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  • Rev. Sandra Larson

Tenacity for Such a Time as This

November 18, 2018 Sermon

Tenacity for Such a Time as This

Joshua 24:15 NIV, Romans 6:17

Sandra Larson

Commitment Sunday is the traditional time to preach about giving generously to the church. In a time of transition—the level of giving we commit to is especially important for the future of the church. Our commitment can be complicated because of unknowns about the future direction of the church. What are our priorities for our money and our time? In this morning’s scripture lesson, Joshua bluntly summed up the choices:

“If serving the Lord seems undesirable to you, then choose for yourselves this day whom you will serve.” The Apostle Paul was elated that the Roman Christians were “obedient from the heart to the standard of teaching to which you were committed.” Christian commitment welled up from the depths of their hearts. On what basis do we decide our priorities and commitments?

Rather than being teachy-preachy, George and I would like to tell a story: The Precious Present by Spencer Johnson:

Once there was a boy. . . . Who became friends with an old man and he began to learn about The Precious Present. George: It is a present because it is a gift. And it is precious because anyone who receives such a present is happy forever.

BOY: "Wow! I hope someone gives me the Precious Present. Maybe I'll get it for Christmas." The boy knew about presents. Like the bicycle he got for his birthday and gifts on Christmas. But he also knew that the joy of toys never lasts forever. He wondered, "What is the Precious Present?--What could possibly make me happy forever?" So he asked: “Is the Present a magic ring that might make all my wishes come true?"

George: No. The precious present has nothing to do with wishing.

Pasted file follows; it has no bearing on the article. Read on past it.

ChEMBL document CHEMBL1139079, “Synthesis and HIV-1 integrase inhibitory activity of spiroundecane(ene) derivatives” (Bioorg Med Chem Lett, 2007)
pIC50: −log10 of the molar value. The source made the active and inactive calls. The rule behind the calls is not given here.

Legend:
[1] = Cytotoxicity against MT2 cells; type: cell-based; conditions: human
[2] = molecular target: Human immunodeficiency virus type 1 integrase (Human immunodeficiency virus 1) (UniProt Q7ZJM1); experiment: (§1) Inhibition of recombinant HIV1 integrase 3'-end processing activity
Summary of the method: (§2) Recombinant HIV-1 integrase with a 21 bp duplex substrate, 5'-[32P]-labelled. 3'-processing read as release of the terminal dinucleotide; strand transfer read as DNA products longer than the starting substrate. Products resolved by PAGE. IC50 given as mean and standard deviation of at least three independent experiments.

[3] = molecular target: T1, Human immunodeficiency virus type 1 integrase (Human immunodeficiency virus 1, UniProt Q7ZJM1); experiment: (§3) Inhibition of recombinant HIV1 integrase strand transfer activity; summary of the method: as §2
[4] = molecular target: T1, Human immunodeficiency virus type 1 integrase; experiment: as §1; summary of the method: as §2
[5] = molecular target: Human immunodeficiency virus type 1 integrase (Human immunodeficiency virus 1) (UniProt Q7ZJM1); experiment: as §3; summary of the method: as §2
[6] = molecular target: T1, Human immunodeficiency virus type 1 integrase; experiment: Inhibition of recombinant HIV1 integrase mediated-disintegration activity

BOY: "Is the Precious Present a flying carpet that could take me any place that I like?"

George: No. When you have the precious present, you will be content where you are.

The boy grew into a young man, but he was not achieving what he wanted. So he visited the old man again.

George: Such richness is rare, and the wealth of the Present comes only from itself.

YOUNG MAN: "You told me that anyone who receives such a present would be happy forever. I never got such a gift."

George: You don't understand. You already know what the Precious Present is. And you already know it can make you happy. You knew it best when you were a small child. You have forgotten.

YOUNG MAN: "If you want me to be happy, why don't you tell me what the Precious Present is?"

George: "I would like to. But I do not have such power. Only you have the power to discover this gift. Only you. [be seated]

The young man was confused, but determined. He resolved to find the Precious Present. He read the latest books.

And The Wall Street Journal. He looked into the mirror. And into the faces of other people. But it was to no avail. He packed his bags to look for the Precious Present. After traveling many frustrating years, the man grew tired of looking for the Precious Present. His stressful search exhausted him. He often became ill.

The man returned wearily to the old man. The old man was happy to see him. The young man felt happy in his presence. He guessed it was because the old man felt happy. It wasn't that the old man's life was trouble-free. He didn't appear to have a lot of money. He seemed to be alone most of the time. There was no apparent reason why he was happier and healthier than most people. Those who spent time with him were happier, too.